In the NFL, most teams operate under the "24-hour" rule with coaches and players given a full day to process the game before turning their attention to the next week. As an evaluator, I take a little more time to sort through the tape to make notes and observations on how the team can improve from week to week.
Given a couple of days to review and reflect on the Raiders' loss to the Cardinals, here are three observations from the eyes of a former NFL scout.
No Davante, no problem
After Davante Adams' impressive debut against the Chargers, the Cardinals made sure No. 17 was surrounded by at least two defenders on key downs. The loaded coverage neutralized the All-Pro wideout (two catches, 12 yards) but the Raiders' offense did not skip a beat with Derek Carr forced to target the "others" on the perimeter.
The veteran finished the night completing 25-of-39 passes for 252 yards and two scores. Most importantly, he connected with seven different targets in an efficient performance that showcased the Raiders' versatility in the passing game.
From quick passes out of empty formations to an assortment of screens and swings to the running backs, the Raiders seemingly had an answer for the Cardinals' defensive tactics, particularly in the first half. With Carr's discipline and patience enhanced by Josh McDaniels' multi-faceted playbook and "snowflake" game plans (no two game plans are alike), the Raiders seemingly have answers for the challenges opposing defensive coordinators will throw at them.
With more time and repetitions to improve the chemistry and execution, the Raiders' offense has the potential to emerge as an unstoppable force as a diverse aerial attack.
Where are the closers?
The football world was buzzing after the Raiders inked Chandler Jones to put the Pro Bowler on a frontline that already features Pro Bowl defensive end Maxx Crosby. The duo was not only expected to wreak havoc off the edges but they were supposed to help the close out games with critical sacks and pressures.
Against the Cardinals, the Raiders' pass-rushing tandem combined for a sack and five QB hits, but could not come up with a key stop in the fourth quarter with the team nursing a 16-point lead. Perhaps the cumulative effect of chasing a "rabbit" (dual-threat quarterback) all over the field wore down the veterans, particularly with the Cardinals running 50-plus offensive plays in the second half.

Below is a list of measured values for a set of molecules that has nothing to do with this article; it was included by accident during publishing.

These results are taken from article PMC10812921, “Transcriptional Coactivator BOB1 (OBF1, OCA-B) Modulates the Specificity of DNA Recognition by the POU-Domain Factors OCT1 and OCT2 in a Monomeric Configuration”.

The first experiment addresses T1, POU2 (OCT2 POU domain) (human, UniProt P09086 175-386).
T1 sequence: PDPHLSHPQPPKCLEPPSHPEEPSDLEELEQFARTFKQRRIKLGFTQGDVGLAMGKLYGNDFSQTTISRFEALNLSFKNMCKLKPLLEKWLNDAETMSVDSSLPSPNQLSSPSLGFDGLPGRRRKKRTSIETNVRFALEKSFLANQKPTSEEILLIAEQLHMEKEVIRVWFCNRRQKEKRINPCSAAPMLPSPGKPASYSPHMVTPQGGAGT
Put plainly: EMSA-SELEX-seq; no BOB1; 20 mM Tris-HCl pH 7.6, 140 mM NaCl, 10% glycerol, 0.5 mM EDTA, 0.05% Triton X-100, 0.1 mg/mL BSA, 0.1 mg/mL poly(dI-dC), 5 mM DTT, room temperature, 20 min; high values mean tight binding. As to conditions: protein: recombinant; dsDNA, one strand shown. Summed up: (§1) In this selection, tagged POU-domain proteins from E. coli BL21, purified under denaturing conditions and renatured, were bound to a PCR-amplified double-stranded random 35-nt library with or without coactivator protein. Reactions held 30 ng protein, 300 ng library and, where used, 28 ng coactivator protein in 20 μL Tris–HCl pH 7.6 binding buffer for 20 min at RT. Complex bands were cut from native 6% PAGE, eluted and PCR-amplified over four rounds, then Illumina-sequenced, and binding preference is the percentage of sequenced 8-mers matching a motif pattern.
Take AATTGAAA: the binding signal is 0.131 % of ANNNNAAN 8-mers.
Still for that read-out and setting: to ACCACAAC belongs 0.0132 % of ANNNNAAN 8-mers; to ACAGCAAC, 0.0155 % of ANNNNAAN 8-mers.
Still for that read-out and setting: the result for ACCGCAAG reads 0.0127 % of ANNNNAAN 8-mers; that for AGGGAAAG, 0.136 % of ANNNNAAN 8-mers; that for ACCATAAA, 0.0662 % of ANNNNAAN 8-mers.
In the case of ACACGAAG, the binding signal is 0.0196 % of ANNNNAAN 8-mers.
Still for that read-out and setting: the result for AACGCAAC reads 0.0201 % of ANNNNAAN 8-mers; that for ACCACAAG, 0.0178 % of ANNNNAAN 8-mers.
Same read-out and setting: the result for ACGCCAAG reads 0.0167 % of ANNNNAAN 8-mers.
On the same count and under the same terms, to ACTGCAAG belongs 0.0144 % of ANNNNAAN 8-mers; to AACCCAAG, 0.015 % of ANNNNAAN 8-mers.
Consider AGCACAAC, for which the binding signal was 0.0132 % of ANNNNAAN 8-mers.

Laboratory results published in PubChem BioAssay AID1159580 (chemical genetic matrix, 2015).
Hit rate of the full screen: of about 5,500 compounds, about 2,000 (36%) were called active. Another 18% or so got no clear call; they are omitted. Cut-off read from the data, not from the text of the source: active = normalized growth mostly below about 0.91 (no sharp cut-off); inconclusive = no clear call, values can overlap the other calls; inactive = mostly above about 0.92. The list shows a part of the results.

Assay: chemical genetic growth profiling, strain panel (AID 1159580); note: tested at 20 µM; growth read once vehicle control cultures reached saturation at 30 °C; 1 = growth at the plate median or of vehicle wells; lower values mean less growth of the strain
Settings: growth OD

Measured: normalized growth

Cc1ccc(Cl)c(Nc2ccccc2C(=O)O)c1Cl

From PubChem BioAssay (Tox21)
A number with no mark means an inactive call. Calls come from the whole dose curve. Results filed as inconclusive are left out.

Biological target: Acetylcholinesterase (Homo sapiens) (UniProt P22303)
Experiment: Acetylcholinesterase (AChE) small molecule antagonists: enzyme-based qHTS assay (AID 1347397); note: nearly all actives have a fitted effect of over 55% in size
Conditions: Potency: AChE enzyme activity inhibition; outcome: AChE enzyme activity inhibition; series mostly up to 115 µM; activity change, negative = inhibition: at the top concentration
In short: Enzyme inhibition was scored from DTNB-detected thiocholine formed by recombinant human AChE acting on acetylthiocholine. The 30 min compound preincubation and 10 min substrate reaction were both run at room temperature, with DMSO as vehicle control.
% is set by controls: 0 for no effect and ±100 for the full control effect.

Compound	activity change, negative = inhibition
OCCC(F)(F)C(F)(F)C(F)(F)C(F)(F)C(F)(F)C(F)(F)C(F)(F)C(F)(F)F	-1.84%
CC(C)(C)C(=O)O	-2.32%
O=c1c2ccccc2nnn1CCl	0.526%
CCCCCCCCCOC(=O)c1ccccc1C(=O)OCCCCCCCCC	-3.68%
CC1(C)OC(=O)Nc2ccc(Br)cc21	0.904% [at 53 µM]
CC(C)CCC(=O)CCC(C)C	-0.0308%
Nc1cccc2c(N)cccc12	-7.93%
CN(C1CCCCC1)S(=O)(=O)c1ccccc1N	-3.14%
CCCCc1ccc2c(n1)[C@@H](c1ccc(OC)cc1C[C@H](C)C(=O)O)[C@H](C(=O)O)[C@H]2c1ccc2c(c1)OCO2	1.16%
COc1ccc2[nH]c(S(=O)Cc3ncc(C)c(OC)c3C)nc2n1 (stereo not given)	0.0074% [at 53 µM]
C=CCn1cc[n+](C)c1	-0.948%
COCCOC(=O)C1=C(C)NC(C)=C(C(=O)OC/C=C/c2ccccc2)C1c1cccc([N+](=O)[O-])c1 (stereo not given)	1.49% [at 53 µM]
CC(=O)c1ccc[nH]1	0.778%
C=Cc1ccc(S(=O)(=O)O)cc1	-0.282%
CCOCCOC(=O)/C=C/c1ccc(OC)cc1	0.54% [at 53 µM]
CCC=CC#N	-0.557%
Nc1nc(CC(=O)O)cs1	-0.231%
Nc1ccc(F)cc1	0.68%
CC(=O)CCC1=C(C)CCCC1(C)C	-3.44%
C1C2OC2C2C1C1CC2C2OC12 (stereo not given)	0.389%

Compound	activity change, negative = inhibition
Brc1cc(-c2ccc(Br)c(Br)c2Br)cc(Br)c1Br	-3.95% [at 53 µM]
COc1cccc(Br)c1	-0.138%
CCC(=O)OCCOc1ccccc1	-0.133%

The combination of up-tempo football and non-stop pursuit drills left the defensive line weary and unable to chase down an explosive dual-threat quarterback with the game on the line. Considering how Murray ran around to block a few times on each of his critical two-point conversions, the Raiders need their star pass rushers to find a way to finish the game like an MLB closer in the ninth inning.
In a division loaded with premier quarterbacks, teams invested heavily in pass rushers to close out games in the fourth quarter. The Raiders need Jones and Crosby to play like superstars in the fourth quarter to prevent elite quarterbacks from stealing wins at the end of games.
Finish, finish, finish
The Raiders experienced enough winning in 2021 to understand the urgency and attention to detail needed to win. Last season, the squad recorded an NFL record six walk-off wins to sneak into the playoffs for just the second time since 2002.
Although the 2022 version has a different leader and a handful of new faces, the veteran-laden squad has enough individual and collective experience as winners to understand how to finish games. From the proper execution of the "four-minute" drill with runners staying in bounds to keep the clock running to playing "top-down" defense to eliminate deep balls in key moments, the Raiders have veterans with winning resumes to know what it takes to chalk up a win in an ultra-competitive league.
"You have to maintain the ability to be aggressive," Coach McDaniels said Monday. "We have to learn to play aggressively with a lead. ... There's an art to learning how to finish a game the right way against an opponent who's going to apply some pressure to try to get back into it. It is what it is. That's going to happen in every game that you get a lead in."
The NFL season is a marathon with the best teams displaying enough competitive stamina to make it to the finish line. Despite an 0-2 start, the Raiders have more than enough time to absorb the lessons from the early season losses to become a better team down the stretch. With more attention to detail and a greater urgency to finish the job in the fourth quarter, the Raiders can quickly transform these losses into wins and climb back into title contention.
View director of photography Michael Clemens' top picks of black and white photos from the Raiders' Week 2 matchup against the Arizona Cardinals at Allegiant Stadium.